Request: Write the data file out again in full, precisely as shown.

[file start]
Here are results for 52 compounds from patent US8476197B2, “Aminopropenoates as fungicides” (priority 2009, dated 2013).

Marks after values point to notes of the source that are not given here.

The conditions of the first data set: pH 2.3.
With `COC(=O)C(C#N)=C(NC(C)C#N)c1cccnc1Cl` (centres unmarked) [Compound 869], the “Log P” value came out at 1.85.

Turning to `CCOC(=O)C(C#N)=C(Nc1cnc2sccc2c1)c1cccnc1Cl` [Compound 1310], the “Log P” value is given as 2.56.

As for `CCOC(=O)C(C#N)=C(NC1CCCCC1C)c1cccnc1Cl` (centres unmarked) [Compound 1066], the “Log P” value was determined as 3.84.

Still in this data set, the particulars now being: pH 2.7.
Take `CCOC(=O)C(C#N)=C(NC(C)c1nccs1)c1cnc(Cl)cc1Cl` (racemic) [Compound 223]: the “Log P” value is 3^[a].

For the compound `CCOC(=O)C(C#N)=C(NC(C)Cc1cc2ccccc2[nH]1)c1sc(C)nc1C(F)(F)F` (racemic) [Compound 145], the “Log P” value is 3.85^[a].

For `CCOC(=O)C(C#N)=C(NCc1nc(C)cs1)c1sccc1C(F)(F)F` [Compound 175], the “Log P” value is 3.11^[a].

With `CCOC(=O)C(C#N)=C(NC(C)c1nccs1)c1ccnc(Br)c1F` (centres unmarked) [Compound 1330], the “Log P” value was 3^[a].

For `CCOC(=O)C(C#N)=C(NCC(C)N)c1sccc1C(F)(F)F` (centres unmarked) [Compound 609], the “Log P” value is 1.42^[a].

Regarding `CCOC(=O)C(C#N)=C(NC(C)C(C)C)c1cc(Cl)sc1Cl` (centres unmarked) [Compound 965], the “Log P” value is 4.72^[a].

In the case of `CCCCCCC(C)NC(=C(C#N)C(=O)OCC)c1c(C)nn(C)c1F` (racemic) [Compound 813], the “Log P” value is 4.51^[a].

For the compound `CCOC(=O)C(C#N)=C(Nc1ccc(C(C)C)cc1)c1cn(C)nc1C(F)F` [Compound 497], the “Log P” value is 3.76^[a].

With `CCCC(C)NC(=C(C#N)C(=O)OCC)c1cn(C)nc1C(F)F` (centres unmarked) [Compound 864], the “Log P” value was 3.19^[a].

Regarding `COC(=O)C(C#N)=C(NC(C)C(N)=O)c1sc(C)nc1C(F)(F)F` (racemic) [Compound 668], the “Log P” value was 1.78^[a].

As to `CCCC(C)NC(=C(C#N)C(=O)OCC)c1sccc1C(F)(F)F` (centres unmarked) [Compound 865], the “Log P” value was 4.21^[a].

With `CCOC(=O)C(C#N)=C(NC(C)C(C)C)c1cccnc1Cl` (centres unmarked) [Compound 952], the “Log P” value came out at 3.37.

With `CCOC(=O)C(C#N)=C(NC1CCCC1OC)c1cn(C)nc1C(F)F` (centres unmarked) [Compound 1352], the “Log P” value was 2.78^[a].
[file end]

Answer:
Here are results for 52 compounds from patent US8476197B2, “Aminopropenoates as fungicides” (priority 2009, dated 2013).

Marks after values point to notes of the source that are not given here.

The conditions of the first data set: pH 2.3.
With `COC(=O)C(C#N)=C(NC(C)C#N)c1cccnc1Cl` (centres unmarked) [Compound 869], the “Log P” value came out at 1.85.

Turning to `CCOC(=O)C(C#N)=C(Nc1cnc2sccc2c1)c1cccnc1Cl` [Compound 1310], the “Log P” value is given as 2.56.

As for `CCOC(=O)C(C#N)=C(NC1CCCCC1C)c1cccnc1Cl` (centres unmarked) [Compound 1066], the “Log P” value was determined as 3.84.

Still in this data set, the particulars now being: pH 2.7.
Take `CCOC(=O)C(C#N)=C(NC(C)c1nccs1)c1cnc(Cl)cc1Cl` (racemic) [Compound 223]: the “Log P” value is 3^[a].

For the compound `CCOC(=O)C(C#N)=C(NC(C)Cc1cc2ccccc2[nH]1)c1sc(C)nc1C(F)(F)F` (racemic) [Compound 145], the “Log P” value is 3.85^[a].

For `CCOC(=O)C(C#N)=C(NCc1nc(C)cs1)c1sccc1C(F)(F)F` [Compound 175], the “Log P” value is 3.11^[a].

With `CCOC(=O)C(C#N)=C(NC(C)c1nccs1)c1ccnc(Br)c1F` (centres unmarked) [Compound 1330], the “Log P” value was 3^[a].

For `CCOC(=O)C(C#N)=C(NCC(C)N)c1sccc1C(F)(F)F` (centres unmarked) [Compound 609], the “Log P” value is 1.42^[a].

Regarding `CCOC(=O)C(C#N)=C(NC(C)C(C)C)c1cc(Cl)sc1Cl` (centres unmarked) [Compound 965], the “Log P” value is 4.72^[a].

In the case of `CCCCCCC(C)NC(=C(C#N)C(=O)OCC)c1c(C)nn(C)c1F` (racemic) [Compound 813], the “Log P” value is 4.51^[a].

For the compound `CCOC(=O)C(C#N)=C(Nc1ccc(C(C)C)cc1)c1cn(C)nc1C(F)F` [Compound 497], the “Log P” value is 3.76^[a].

With `CCCC(C)NC(=C(C#N)C(=O)OCC)c1cn(C)nc1C(F)F` (centres unmarked) [Compound 864], the “Log P” value was 3.19^[a].

Regarding `COC(=O)C(C#N)=C(NC(C)C(N)=O)c1sc(C)nc1C(F)(F)F` (racemic) [Compound 668], the “Log P” value was 1.78^[a].

As to `CCCC(C)NC(=C(C#N)C(=O)OCC)c1sccc1C(F)(F)F` (centres unmarked) [Compound 865], the “Log P” value was 4.21^[a].

With `CCOC(=O)C(C#N)=C(NC(C)C(C)C)c1cccnc1Cl` (centres unmarked) [Compound 952], the “Log P” value came out at 3.37.

With `CCOC(=O)C(C#N)=C(NC1CCCC1OC)c1cn(C)nc1C(F)F` (centres unmarked) [Compound 1352], the “Log P” value was 2.78^[a].